Detecting population–environmental interactions with mismatched time series data

Jake M. Ferguson, Brian E. Reichert, Robert J. Fletcher, Henriëtte I. Jager

Research output: Contribution to journalArticlepeer-review

15 Scopus citations


Time series analysis is an essential method for decomposing the influences of density and exogenous factors such as weather and climate on population regulation. However, there has been little work focused on understanding how well commonly collected data can reconstruct the effects of environmental factors on population dynamics. We show that, analogous to similar scale issues in spatial data analysis, coarsely sampled temporal data can fail to detect covariate effects when interactions occur on timescales that are fast relative to the survey period. We propose a method for modeling mismatched time series data that couples high-resolution environmental data to low-resolution abundance data. We illustrate our approach with simulations and by applying it to Florida's southern Snail kite population. Our simulation results show that our method can reliably detect linear environmental effects and that detecting nonlinear effects requires high-resolution covariate data even when the population turnover rate is slow. In the Snail kite analysis, our approach performed among the best in a suite of previously used environmental covariates explaining Snail kite dynamics and was able to detect a potential phenological shift in the environmental dependence of Snail kites. Our work provides a statistical framework for reliably detecting population–environment interactions from coarsely surveyed time series. An important implication of this work is that the low predictability of animal population growth by weather variables found in previous studies may be due, in part, to how these data are utilized as covariates.

Original languageEnglish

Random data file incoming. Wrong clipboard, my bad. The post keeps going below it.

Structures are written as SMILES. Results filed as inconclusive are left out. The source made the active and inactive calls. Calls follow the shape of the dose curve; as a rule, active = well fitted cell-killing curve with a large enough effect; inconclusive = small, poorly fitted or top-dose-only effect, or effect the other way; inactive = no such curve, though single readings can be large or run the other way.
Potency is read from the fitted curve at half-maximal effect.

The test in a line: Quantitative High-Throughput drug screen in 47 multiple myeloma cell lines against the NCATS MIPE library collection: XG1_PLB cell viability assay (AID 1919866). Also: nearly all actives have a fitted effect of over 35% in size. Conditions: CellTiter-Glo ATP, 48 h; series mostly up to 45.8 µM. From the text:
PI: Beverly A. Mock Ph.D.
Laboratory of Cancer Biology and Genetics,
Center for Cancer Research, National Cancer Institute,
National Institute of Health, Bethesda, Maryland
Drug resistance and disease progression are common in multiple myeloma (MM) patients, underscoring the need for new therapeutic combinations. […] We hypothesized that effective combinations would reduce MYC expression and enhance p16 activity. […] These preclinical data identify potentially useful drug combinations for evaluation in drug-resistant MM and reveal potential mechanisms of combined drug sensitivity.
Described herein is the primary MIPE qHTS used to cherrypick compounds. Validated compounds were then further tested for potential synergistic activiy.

Pages (from-to)2813-2822
Number of pages10
Issue number11
StatePublished - Nov 2017

Bibliographical note

Funding Information:
We would like to thank Molly Brooks, Leo Polansky, Ken Newman, and two anonymous reviewers for their comments, which greatly improved the quality of this manuscript. JMF would like to thank Trevor Caughlin for suggesting the application of Jensen’s inequality. This majority of this work was conducted while J. M. Ferguson was a Postdoctoral Fellow at the National Institute for Mathematical and Biological Synthesis (NIMBIOS), an Institute sponsored by the National Science Foundation through NSF Award no. DBI-130042,6 with additional support from The University of Tennessee, Knoxville. JMF was also partially supported by the Center for Modeling Complex Interactions through NIH Award no. P20GM104420. H. I. Jager was supported by Joint Faculty Agreement ELA 2015-012 T02 between NIMBioS/University of Tennessee and Oak Ridge National Laboratory (ORNL). ORNL is managed by UT-Battelle, LLC for the U.S. Department of Energy (DOE) under Contract No. DE-AC05-00OR22725. The US Government retains and the publisher, by accepting the article for publication, acknowledges that the U.S. Government retains a nonexclusive, paid-up, irrevocable, worldwide license to publish or reproduce the published form of this manuscript, or allow others to do so, for US Government purposes. The DOE will provide public access to these results of federally sponsored research in accordance with the DOE Public Access Plan ( We thank the many people who contributed to the long-term monitoring of Snail kite populations. J. M. Ferguson conceived the study. J. M. Ferguson performed analyses and J. M. Ferguson, H. I. Jager, B. E. Reichert, and R. J. Fletcher wrote the manuscript. B. E. Reichert and R. J. Fletcher provided the Snail kite data.

Publisher Copyright:
© 2017 by the Ecological Society of America


  • ecological memory
  • environmental interaction
  • population dynamics
  • population regulation
  • temporal scale
  • thermal performance

ASJC Scopus subject areas

  • Ecology, Evolution, Behavior and Systematics


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